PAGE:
Week 51 of 2020 - Antlr grammar for hledger timeclock format with Clojure

- 20 Dec, 2020

Plain text accounting?

For almost a year now I have been keeping my personal finances using a plain text accounting tool called hledger. One of the issues I have with it is that I can’t use it from Clojure (or Java) and it’s hard to build apps around it. I would like to enter transactions using a Gnome extension or another GUI application and have some nice features like

  • auto-complete

  • syntax checking

  • validation

  • syntax highlighting

As you can see, having a grammar opens up many possibilities.

I was also looking for an excuse to work with Anltr.

So the universe aligned and I decided to work on building a grammar so I can work on my apps. I decided to make it open source so other people can use it and improve it.

How to support and stay updated

The project is available at hledger-grammars . Submit feedback, issues and patches there.

Right now it has a working grammar for timeclock. Check the source for updates or even ask about the status.

If you like to show interest in the project, please star the git repository and send me feedback.
If you would like to be kept up to date please follow me on https://twitter.com/ieugen222 .

Objectives for hledger-grammars

My plan is to implement Antlr grammars for hledger journal formats and some examples on how to use them.

Since the accounting journal can be quite complex I plan to support only a subset that I use. If people are interested they can contribute patches for their use-cases or they can make their own version.

I haven’t decided yet if and what bindings to publish.

Current status - initial version of timeclock grammar

I started with a grammar for timeclock journal since the format is quite simple. I am new to Antlr and wanted something easy to get results and give me time to learn.

Timeclock is a simple journal format used for time logging. The format is simple but very powerful.

Sample timeclock journal
    i 2015/03/30 09:00:00 some:account name  optional description after two spaces
    o 2015/03/30 09:20:00
    i 2015/03/31 22:21:45 another account
    o 2015/04/01 02:00:34

It is this power and flexibility that lead me to use plain text accounting tools.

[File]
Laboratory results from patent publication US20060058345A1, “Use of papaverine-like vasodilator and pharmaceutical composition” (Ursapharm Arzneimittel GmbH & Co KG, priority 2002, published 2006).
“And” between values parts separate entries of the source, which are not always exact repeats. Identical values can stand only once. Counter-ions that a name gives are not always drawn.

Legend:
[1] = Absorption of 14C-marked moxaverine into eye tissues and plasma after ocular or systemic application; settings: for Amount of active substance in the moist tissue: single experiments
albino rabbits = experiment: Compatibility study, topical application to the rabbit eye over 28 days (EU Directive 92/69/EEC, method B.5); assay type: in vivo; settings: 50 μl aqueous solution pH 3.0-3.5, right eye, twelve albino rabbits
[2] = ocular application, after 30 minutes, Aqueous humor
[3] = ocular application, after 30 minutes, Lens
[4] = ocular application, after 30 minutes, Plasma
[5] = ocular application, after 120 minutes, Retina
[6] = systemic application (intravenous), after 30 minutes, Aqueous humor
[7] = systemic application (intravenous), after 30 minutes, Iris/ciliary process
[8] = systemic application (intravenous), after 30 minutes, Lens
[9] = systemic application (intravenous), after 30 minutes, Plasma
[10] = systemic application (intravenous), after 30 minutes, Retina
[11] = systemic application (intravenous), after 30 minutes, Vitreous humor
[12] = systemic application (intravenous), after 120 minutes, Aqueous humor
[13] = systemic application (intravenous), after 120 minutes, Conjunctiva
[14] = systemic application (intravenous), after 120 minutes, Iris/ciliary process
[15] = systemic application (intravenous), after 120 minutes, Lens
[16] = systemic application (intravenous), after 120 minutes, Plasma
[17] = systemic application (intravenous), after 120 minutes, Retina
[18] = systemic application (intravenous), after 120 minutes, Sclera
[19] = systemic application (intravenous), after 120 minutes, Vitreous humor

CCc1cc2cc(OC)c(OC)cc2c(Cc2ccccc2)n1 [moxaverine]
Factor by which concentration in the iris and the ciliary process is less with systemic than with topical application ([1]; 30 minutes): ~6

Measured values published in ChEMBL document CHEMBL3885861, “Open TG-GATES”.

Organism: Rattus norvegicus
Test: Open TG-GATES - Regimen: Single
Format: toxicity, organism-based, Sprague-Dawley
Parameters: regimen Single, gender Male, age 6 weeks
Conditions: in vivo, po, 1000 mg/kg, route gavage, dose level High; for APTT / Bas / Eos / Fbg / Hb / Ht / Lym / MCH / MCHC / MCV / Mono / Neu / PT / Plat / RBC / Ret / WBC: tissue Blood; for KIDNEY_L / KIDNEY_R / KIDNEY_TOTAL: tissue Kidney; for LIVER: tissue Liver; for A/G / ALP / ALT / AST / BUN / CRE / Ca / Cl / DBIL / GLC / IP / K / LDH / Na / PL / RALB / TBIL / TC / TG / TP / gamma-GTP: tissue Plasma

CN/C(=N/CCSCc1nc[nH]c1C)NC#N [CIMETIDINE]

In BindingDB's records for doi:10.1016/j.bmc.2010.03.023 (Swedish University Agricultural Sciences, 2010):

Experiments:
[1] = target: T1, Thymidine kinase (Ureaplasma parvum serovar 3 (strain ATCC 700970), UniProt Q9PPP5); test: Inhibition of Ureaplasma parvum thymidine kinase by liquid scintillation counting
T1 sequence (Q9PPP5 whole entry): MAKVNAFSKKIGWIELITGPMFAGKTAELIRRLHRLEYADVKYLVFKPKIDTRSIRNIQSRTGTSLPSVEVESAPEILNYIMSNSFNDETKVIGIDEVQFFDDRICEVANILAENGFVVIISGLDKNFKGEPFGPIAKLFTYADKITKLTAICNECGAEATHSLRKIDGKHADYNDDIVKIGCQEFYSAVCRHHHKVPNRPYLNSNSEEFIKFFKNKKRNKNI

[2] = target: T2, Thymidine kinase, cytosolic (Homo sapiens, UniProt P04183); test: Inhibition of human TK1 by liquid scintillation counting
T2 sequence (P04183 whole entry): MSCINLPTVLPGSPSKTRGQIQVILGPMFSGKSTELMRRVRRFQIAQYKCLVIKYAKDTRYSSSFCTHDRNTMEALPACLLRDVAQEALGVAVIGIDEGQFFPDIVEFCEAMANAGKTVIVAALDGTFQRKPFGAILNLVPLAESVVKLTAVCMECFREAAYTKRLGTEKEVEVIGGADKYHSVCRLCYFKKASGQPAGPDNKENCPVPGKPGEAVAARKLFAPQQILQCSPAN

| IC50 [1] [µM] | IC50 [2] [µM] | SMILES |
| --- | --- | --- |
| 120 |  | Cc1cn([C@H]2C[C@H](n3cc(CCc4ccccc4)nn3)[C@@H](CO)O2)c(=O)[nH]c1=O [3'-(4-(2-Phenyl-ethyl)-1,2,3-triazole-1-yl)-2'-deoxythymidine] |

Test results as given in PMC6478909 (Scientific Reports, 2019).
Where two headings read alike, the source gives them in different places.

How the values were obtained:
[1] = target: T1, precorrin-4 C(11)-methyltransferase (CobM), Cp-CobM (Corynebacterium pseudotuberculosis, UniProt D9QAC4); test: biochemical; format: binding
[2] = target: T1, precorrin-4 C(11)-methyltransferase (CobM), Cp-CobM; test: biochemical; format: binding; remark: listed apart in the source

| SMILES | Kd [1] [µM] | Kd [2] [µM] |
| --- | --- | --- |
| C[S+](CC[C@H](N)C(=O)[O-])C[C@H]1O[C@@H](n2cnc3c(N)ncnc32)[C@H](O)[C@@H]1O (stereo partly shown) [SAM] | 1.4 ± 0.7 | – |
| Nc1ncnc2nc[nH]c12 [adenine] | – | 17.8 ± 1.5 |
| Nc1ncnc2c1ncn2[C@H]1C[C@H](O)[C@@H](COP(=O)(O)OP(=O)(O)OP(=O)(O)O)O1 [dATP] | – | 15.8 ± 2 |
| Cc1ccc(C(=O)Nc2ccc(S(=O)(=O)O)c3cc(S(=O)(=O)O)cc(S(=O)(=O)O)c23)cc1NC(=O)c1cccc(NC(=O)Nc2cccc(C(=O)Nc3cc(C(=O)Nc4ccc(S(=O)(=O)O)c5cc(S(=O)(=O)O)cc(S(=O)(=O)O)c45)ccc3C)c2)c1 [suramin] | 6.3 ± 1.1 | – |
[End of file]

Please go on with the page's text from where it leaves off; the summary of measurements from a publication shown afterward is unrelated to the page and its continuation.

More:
A timeclock transaction is composed of a clock-in and clock-out pair with accounts and optional description.

From this entry (event) log you are able to derive a lot of information and reports.

Fast iteration with Clojure and clj-antlr

The grammar for it was simple to implement and is available in the git repository. I’ve used a clojure library called clj-antlr to develop the grammar.

This was immensely helpful since I could use REPL driven development and iterate ery fast on the design.

To give you an idea, all the code I wrote to develop the library is bellow:

Using antlr grammars in Clojure with REPL driven development
(ns ieugen.hledger.timeclock
  (:require [clj-antlr.core :as antlr]
            [clojure.pprint :as pp]))

(defn load-grammar [path]
  (antlr/parser path))

(def tclock (load-grammar "grammars/timeclock.g4"))


  (let [tclock (antlr/parser "grammars/timeclock.g4")
        source (slurp "test/samples/sample.timeclock")
        parsed (tclock source)]


During development all I had to do was work on my grammar and execute the clojure comment block for instant feedback.

I was able to iterate very fast. I managed to build the project in less than a day from no repo to a working Antlr grammar.

For learning Antlr I found a very nice tutorial online that I recommend Antlr mega tutorial .

Next steps: syntax highlighting for monaco-editor (web VSCode)

Now that I have the grammar I started working on adding syntax highlighting for monaco-editor . Monaco is the web version of Visual Studio Code from Microsoft. I use VSCode daily and Calva to develop Clojure and I think it makes for a good integration example.

To make this work I will have to improve the grammar and also split it into a lexer and a parser grammar.

I am developing the example using ClojureScript so I will have to generate JavaScript bindings for my grammar as well.

Once this is done I will have to do the monaco-editor integration.

Hopefully, next week I’ll be able to finish this up and have it working online.

After this is done I’ll probably start working on the grammar for hledger journal files. Maybe a VSCode extension for hledger timeclock is also in order.

So stay tuned.

Tags: plain text accounting timeclock parser grammar clojure hledger lexer time logging giving back Antlr

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